Wilmington author pens book with ties to local history
WILMINGTON >> A local author's latest project ties several short stories to a historical backdrop that she's very familiar with.
"It's set right here," said Laura Stevenson, sitting in an office at her home on Boyd Hill Road. "The scenery is true. I don't lie about the scenery."
The Wilmington-based Bartleby's Books will carry the book and it's also putting on the Southern Vermont release party scheduled for July 14 at Memorial Hall. Another event will be held at the St. Johnsbury Athenaeum on Aug. 5.
The series of interlocked stories follow the fictional character Peggy Hamilton through the 1950s and 1960s. It deals with class, changes, feminism, illness and death. Hamilton witnesses a neighbor's farm being sold then it's later offered to her father. She gets mixed up with some horse dealers, who turn out to be nice guys.
Intellectual conversations are had but emotions are never discussed, Stevenson said referring to a recent review of the stories, and the book ends in 1968 when Hamilton returns to Michigan for college.
The title story introduces a character called the Great Man, the only one Stevenson admits is based on an actual person. He translates several classic literature titles throughout the course of the book.
"I call my father Great Man," Stevenson said.
That story's first draft was started in the summer of 1983 during a Bennington writers' workshop which Stevenson credits with giving her an idea of how fiction should be written. She showed it to her sister who did not approve of "distorting" the family name so she let the story sit in a drawer for nearly 30 years.
In need of material at another workshop, Stevenson broke the story out. She said a literary magazine editor from Massachusetts showed interest in having it published. After the story appeared, she began putting together 10 stories for a collection.
Stevenson said she finished all the stories but two "just weren't any good" so they were kept in a drawer. She said the collection is likely for adults rather than teenagers.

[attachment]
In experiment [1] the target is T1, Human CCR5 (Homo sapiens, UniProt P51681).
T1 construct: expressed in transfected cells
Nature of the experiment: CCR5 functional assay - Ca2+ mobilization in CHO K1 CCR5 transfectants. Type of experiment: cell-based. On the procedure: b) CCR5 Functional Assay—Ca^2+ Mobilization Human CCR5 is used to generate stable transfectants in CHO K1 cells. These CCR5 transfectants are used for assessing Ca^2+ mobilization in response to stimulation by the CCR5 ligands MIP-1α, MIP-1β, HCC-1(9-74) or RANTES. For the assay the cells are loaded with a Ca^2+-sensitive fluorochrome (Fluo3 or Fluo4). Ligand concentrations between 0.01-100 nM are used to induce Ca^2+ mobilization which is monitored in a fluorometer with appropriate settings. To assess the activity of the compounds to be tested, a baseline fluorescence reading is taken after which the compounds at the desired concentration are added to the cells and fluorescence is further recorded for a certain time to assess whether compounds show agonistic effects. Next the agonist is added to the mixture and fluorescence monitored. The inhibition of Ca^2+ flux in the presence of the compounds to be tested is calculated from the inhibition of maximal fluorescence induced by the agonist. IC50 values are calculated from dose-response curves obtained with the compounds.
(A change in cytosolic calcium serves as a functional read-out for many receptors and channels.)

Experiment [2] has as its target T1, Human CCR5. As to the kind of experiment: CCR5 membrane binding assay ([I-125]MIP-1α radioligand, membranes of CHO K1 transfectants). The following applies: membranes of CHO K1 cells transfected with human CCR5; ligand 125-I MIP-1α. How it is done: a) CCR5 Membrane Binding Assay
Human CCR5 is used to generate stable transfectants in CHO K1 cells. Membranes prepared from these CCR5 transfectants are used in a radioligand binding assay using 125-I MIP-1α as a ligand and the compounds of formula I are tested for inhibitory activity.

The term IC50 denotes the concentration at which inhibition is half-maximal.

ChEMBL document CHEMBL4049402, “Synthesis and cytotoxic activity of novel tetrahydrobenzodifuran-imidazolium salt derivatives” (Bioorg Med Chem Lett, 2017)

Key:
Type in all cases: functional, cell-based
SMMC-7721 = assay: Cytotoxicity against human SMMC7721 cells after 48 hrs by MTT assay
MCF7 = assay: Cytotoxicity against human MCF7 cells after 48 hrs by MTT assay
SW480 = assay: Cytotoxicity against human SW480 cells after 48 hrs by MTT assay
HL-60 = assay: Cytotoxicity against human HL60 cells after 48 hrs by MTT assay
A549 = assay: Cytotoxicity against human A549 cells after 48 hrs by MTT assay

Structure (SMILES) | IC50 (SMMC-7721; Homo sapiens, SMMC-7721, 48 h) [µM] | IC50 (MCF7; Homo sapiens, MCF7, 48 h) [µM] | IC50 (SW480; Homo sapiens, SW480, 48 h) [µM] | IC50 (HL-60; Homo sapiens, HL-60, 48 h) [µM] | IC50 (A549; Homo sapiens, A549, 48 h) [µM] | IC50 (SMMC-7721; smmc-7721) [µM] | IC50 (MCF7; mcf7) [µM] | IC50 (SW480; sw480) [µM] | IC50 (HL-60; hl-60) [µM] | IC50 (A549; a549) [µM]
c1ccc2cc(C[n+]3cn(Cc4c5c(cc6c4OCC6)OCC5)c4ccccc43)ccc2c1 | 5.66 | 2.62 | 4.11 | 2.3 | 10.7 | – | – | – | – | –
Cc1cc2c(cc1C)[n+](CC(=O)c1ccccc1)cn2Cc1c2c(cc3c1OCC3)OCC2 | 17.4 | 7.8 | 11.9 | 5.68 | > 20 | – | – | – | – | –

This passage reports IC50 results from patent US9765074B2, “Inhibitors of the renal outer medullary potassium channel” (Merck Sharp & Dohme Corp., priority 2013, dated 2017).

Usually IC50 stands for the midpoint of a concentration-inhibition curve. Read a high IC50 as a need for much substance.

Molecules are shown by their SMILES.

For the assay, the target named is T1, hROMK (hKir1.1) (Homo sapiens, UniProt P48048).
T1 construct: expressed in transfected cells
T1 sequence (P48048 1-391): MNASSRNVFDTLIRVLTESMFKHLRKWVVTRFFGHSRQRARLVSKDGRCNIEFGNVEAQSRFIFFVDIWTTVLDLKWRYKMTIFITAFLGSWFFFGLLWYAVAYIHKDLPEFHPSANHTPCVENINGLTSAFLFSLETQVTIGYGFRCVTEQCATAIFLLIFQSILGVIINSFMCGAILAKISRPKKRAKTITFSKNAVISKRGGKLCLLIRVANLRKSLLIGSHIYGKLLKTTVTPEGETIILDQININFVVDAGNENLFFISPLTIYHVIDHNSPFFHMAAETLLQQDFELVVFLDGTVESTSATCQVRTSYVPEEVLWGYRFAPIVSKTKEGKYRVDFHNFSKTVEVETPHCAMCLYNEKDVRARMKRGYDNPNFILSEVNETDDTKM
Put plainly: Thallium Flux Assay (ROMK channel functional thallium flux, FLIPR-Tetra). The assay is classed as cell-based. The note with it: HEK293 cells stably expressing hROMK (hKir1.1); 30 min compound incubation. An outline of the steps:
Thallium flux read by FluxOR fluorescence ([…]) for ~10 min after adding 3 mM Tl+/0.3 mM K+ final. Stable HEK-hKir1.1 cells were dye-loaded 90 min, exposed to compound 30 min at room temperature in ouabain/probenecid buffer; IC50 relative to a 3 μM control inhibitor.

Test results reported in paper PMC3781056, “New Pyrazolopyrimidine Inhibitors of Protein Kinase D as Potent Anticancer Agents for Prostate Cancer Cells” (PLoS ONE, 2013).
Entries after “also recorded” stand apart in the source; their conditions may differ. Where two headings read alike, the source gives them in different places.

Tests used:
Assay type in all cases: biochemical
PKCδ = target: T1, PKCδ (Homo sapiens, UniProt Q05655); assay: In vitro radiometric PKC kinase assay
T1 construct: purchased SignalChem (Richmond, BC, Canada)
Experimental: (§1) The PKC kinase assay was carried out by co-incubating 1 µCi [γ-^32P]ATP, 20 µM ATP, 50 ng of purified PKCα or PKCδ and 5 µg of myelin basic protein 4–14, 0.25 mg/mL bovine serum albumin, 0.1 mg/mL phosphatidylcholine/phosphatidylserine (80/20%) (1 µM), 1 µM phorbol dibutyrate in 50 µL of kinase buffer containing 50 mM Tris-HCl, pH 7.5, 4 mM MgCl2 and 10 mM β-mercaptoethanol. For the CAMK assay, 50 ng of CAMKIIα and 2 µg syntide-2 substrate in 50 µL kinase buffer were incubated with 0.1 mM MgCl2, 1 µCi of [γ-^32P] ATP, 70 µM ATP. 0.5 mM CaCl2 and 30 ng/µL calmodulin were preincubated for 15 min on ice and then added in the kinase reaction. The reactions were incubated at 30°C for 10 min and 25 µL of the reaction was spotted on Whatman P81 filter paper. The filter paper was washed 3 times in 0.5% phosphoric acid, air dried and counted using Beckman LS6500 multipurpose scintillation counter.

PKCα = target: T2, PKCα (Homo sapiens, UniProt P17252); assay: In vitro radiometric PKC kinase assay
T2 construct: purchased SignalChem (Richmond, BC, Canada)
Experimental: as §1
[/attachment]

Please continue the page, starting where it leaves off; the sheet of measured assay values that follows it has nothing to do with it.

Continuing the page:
"It gets really sad," said Stevenson. "It's too sporadic to be a novel."
Stevenson began writing at the age of 11 but when she was sent to prep school due to her mother's death, she was told no one her age wrote because they had nothing to say yet. She later went on to take a creative writing course, although she was bothered by her own feeling that she had nothing to say.
"Nobody told me not having anything to say had something to do with being 19," Stevenson said. "That's the classic age where people stop."
Stevenson ended up writing history books but started going deaf in 1983.
"It dropped so fast I didn't realize that it had happened until I gave a lecture and I couldn't take questions from the floor," said Stevenson. "I stopped teaching and I came up here and I cleaned houses. I had two girls, 11 and 12, so money had to keep coming in."
One of her daughters decided to live in California, prompting Stevenson to write stories to send out there. Her other daughter was not neglected. Stevenson wrote separate stories for her. Both books ended up being shortlisted for the Dorothy Canfield Fisher Book Award, Vermont's way of honoring children's literature.
Stevenson taught in a writing program at Marlboro College for 25 years and went completely deaf in 1993. A decade later, she had a cochlear implant. This technology, she said, enabled her to carry on conversations with her students.
Two fantasy books were published in England in the early 2000s. Stevenson then spent some years focusing on articles and lectures regarding the "golden age" of children's literature, starting with Alice In Wonderland and ending with Winnie the Pooh.
Stevenson said she keeps one page for every 20 she writes. She advises new writers against writing with cold hands.
Next up for Stevenson is a murder mystery novel.
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